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Thread: Tire Pressures (and pressure sensors)

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    Tire Pressures (and pressure sensors)

    My manual says tire pressure is to be set at 2.5/2.9 bar. I find it weird that the rear pressure is not dependent on whether I'm solo or two-up, but OK, I assume BMW know what they are doing.
    The manual also says that the tire pressure monitoring system is "temperature compensated" and seems to say that the reading from the sensor will not change even though the pressure in the tire changes as it heats up and cools down. Ok so far.

    However, the sensor readings DO change a bit from time to time as I ride - typically one or both tires will increase .1 bar to 2.6 / 3.0

    So, am I supposed to set the pressure correctly when the tires are cool/cold and ignore the increased readings when riding? Or am I supposed to bleed off some air when either sensor reads high to bring it back down to the recommended level?

    How accurate are the sensors?

    Bob

    2014 R1200RT

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    Kool Aid Dispenser! jimvonbaden's Avatar
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    Set them cold.

    The TPS is designed to give you and indication of issues, not exact tire pressures at all temps. That said, cold, mine are spot on with my tire gage!

    Jim

  3. #3
    Cold. The temperature correction algorithm, and the measurement of temperature don't seem to be perfect. Use it for its best feature - the alarm notification. Don't get lost in the noise level.
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    Registered User mneblett's Avatar
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    +1

    The BMW TPS system is notable for the fact that unless your tires are at 68F (20C), it reports a *wrong* pressure value. Basically useless except for indication of a significant pressure loss in a relatively short time.

    As described in the manual, the system takes whatever pressure it is reading and the temperature and tells you what the pressure would be if the tire temperature was 68F. Given that tire pressure decreases at roughly 1 psi/10F, that means that if you relied on the TPS read out when it was 38F, the actual pressure in your tires would be 3 psi low. Same at 98F -- your tires would be 3 psi over-inflated.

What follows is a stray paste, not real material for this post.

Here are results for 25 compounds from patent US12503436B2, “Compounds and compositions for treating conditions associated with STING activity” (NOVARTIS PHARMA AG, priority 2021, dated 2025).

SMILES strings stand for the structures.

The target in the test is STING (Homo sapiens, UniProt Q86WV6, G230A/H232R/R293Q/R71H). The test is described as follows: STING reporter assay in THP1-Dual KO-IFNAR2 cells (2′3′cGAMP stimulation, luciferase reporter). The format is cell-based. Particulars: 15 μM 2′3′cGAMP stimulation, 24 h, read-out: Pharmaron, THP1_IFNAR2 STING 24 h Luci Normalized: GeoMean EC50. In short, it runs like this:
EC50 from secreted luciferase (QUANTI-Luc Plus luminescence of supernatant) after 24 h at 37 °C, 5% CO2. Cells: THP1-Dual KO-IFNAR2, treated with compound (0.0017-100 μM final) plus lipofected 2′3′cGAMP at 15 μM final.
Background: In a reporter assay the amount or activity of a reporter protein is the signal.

Bottom line, use your tire gauge and measure actual pressure, and ignore the TPS for anything other than "oh cr@p, a leak!" indication.

    p.s. -- the BMWs I've had with TPS have never agreed with my several gauges. It is entirely possible that all of my gauges read 2 psi too high and the TPS on my R12RTW is correct, but I'll put my money on the TPS sensors not being particularly accurate.
    Mark Neblett
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    Quote Originally Posted by bobs_one View Post
    My manual says tire pressure is to be set at 2.5/2.9 bar. I find it weird that the rear pressure is not dependent on whether I'm solo or two-up, but OK, I assume BMW know what they are doing......

    2014 R1200RT

    I question this as well. My hunch is it could be a problem with TPS if they would spec two different pressures such as 33-36 (one-up), and 36-42 (two-up). Does TPS flash a warning when rear tire pressure is 35? What is it 1 pound low or 7 pounds low? BMW could spec one-up and 2-up pressures with TPS if they integrated ESA suspension setting to the TPS. Or by allowing us to set the TPS to whatever pressure we choose (with a limit say 30 as a low).
    14 R1200GSA, 93 R100R, 15 FJ-09, 15 Road King, 07 Moto Guzzi Griso No car is as fun to drive as any motorcycle is to ride.

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    Small road corner junkie pffog's Avatar
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    Quote Originally Posted by milo View Post
    ................... Or by allowing us to set the TPS to whatever pressure we choose (with a limit say 30 as a low).
    This would be helpful, for those of us that like to have a spirited ride in the twisty stuff.

    Aside from that there is NO correct tire pressure. The "ideal" pressure varies with tire model, load, riding style etc. In reality anything between 30 and the max recommended on the carcass will work 99% of the time.
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    Kool Aid Dispenser! jimvonbaden's Avatar
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    Quote Originally Posted by mneblett View Post